I came to East Lansing, Michigan, last Wednesday, May 14, with my father’s oversize watch on my wrist, to mark the 12 months since his death on May 16, 2013. That self-winding timepiece that consistently lost 4-6 minutes a day was one of the few mementoes of my dad that I chose to keep. But it got lost here this past week. Or rather, it decided that it wanted to stay in my dad’s longtime and last home, where I grew up and couldn’t wait to leave.
Now I can’t wait to return, as I board a bus to depart on May 21. For all that’s been lost here, I’ve discovered there’s just as much that’s been found. I’ve found, for instance, what a Midwesterner I really am, despite city life elsewhere. With little else to distract, with far less culture or politics or, often, possibility, people concentrate on each other here. That can be in the form of gossip or petty annoyances, of course. Yet it is frequently a concern for and genuine interest in others–a pleasure in the simplicity of human sociality and centrality of our social relations.
That’s worth all the whirlwind of enticements in the world. So I’ve discovered pleasure in the thought that my dad “wants” his wristwatch to stay here, maybe as a way to underscore to me what counts: people.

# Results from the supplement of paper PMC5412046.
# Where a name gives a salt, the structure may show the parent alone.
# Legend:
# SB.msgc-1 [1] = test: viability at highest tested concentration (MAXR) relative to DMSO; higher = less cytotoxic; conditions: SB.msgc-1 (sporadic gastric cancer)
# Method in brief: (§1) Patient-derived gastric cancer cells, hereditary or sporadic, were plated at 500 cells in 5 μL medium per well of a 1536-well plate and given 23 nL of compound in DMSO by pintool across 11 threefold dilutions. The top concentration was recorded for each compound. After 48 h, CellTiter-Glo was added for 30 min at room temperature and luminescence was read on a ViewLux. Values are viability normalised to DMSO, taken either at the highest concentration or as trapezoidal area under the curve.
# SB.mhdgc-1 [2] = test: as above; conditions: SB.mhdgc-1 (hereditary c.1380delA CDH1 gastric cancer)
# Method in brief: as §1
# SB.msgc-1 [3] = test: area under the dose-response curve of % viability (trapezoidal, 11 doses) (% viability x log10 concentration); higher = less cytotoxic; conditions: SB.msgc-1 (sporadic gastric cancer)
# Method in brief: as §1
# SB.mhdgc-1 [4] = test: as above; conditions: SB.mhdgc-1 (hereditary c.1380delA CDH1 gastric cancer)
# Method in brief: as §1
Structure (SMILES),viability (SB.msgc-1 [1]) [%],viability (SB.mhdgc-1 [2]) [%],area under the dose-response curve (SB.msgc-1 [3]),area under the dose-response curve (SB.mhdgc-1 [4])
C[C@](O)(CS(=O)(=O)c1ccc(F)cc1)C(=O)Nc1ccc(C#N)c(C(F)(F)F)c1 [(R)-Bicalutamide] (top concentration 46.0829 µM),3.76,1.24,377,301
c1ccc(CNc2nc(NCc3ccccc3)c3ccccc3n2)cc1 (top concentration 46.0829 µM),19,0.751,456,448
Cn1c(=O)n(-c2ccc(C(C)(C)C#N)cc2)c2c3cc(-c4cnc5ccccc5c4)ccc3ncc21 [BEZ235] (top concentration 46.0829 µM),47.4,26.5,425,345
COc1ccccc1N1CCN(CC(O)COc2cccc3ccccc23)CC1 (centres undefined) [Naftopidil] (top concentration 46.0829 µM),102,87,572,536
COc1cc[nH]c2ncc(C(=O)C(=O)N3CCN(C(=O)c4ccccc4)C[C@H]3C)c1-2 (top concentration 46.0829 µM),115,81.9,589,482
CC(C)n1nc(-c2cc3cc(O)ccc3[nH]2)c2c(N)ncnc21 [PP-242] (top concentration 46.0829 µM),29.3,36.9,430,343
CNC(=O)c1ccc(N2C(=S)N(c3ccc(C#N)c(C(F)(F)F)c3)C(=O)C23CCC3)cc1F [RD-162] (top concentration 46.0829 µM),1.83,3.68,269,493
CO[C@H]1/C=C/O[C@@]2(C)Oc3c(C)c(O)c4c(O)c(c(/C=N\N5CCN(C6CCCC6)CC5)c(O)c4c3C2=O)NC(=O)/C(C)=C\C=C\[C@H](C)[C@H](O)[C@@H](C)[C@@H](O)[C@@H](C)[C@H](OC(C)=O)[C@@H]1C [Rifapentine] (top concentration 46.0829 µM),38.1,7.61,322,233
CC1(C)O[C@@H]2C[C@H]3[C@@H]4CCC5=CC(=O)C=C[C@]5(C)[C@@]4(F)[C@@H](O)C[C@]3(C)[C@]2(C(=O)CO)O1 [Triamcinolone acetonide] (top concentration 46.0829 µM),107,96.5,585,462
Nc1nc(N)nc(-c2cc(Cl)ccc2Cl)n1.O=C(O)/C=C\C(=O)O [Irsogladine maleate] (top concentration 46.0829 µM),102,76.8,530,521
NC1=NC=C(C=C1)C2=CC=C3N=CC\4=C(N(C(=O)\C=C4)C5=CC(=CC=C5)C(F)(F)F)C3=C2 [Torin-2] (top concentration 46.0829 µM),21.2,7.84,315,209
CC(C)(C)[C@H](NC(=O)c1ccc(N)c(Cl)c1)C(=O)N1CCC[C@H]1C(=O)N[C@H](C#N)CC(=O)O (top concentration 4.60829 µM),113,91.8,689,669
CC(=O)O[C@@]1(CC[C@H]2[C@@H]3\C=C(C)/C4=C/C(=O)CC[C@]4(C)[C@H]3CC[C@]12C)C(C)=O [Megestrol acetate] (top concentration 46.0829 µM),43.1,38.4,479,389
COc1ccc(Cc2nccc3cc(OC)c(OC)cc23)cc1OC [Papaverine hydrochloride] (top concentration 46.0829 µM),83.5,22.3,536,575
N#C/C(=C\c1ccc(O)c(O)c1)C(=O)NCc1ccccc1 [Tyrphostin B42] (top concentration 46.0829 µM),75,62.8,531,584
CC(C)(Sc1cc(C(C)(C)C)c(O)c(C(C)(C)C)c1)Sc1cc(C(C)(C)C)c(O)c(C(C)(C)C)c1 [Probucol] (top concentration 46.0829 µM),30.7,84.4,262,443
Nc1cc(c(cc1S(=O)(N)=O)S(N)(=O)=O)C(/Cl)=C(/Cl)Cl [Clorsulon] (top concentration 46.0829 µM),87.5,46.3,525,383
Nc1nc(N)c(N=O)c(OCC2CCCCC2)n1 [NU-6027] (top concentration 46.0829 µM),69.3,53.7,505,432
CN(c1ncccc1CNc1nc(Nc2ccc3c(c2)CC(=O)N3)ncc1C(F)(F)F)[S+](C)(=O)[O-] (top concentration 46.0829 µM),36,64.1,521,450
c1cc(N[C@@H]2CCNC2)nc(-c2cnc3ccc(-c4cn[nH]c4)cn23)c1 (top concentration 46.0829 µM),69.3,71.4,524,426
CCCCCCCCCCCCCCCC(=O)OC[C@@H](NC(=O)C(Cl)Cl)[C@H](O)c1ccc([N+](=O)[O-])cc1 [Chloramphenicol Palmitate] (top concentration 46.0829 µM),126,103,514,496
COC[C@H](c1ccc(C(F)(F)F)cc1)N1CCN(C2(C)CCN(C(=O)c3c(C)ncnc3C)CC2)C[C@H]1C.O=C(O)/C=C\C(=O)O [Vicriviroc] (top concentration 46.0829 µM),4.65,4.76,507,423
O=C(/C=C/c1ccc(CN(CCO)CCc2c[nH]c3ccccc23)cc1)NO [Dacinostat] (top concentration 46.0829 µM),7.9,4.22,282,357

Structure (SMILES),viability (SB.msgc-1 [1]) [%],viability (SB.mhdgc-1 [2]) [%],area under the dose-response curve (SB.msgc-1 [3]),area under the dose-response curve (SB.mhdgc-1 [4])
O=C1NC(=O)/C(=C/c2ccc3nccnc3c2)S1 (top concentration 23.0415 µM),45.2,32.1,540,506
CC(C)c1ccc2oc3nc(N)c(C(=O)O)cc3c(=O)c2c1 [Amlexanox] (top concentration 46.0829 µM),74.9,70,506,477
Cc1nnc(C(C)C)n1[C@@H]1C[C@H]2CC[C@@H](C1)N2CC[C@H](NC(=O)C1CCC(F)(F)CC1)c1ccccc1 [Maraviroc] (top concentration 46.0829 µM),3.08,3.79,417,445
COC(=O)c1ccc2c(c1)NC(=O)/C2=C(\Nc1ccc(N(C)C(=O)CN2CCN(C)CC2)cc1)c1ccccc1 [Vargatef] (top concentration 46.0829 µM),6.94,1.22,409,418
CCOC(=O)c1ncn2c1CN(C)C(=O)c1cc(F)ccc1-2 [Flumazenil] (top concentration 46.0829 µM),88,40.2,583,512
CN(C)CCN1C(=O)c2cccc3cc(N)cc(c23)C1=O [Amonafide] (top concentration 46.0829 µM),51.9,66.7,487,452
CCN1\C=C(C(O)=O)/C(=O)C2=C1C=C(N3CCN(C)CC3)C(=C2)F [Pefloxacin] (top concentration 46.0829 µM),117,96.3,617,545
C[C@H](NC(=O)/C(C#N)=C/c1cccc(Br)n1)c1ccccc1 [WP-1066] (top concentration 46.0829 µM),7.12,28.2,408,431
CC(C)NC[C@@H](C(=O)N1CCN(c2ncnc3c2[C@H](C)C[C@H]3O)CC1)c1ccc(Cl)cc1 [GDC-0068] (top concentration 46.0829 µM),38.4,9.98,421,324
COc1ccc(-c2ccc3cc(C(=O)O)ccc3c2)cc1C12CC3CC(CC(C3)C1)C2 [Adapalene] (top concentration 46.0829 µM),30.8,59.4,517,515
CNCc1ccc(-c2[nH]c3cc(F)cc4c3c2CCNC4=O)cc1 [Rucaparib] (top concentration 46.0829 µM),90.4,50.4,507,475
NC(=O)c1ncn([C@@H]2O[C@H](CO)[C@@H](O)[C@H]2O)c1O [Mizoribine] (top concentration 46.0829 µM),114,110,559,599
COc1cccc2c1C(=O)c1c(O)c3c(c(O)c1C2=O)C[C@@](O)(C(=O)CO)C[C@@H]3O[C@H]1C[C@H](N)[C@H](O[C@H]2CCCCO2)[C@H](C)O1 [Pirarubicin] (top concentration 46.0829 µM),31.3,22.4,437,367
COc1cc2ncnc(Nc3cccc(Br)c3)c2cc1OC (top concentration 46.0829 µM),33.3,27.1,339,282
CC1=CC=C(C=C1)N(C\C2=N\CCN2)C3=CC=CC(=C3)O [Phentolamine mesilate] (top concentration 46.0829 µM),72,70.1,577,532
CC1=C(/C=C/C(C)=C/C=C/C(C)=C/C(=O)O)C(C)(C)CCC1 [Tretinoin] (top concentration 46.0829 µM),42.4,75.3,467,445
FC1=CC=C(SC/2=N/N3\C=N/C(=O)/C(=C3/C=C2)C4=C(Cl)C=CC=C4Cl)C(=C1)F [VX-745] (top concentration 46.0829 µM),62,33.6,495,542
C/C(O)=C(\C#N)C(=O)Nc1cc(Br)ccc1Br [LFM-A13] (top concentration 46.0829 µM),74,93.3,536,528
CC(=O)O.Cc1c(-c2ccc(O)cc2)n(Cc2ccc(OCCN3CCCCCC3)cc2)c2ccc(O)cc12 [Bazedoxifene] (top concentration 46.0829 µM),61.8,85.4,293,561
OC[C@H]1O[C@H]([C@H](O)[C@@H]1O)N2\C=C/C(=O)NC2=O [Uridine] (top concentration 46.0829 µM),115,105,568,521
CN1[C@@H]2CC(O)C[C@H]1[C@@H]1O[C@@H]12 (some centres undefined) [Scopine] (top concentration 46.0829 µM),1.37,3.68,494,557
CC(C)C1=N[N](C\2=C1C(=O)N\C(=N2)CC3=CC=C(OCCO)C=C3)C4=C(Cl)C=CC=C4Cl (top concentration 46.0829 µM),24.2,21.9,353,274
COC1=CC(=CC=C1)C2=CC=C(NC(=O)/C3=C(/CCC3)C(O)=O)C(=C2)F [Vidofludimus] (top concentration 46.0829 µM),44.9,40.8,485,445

And lo and behold, one of those people here–an old family friend who’d long only been an acquaintance and is now sister-friend-confidant-support thanks to a year here, last year, of so much lost and found–dug this spare wristwatch (pictured here) out of her jewelry box this morning and thought it perfectly suited me. She passed it along to me as replacement-reminder, and I’ll carry it gladly on my wrist. We both know it’s not the thing itself, nor things at all, which come and go, and offer little warmth. For her, it’s care toward others that counts.
Her mom–now my second or perhaps first mom, now that my bio-mom is dead this past 7 months–told me that she didn’t want me to leave, whispering “I love you” in my ear this afternoon. She knows little of my politics nor writing nor life outside here. All she knows is how I tended to my sick and dying parents, and how I fell in love with my mom and her during that time. I came back here for her, aging and in pain, but always so kind to others no matter the discomfort. For her, it’s goodness that counts.
“You belong here,” she said as a good-bye that felt equal parts true, touching, and sad. I want her to live so much longer, to be in East Lansing when I next return to this place that now is a home.
My heart is more broken and open than ever, as time takes me away from what counts: love.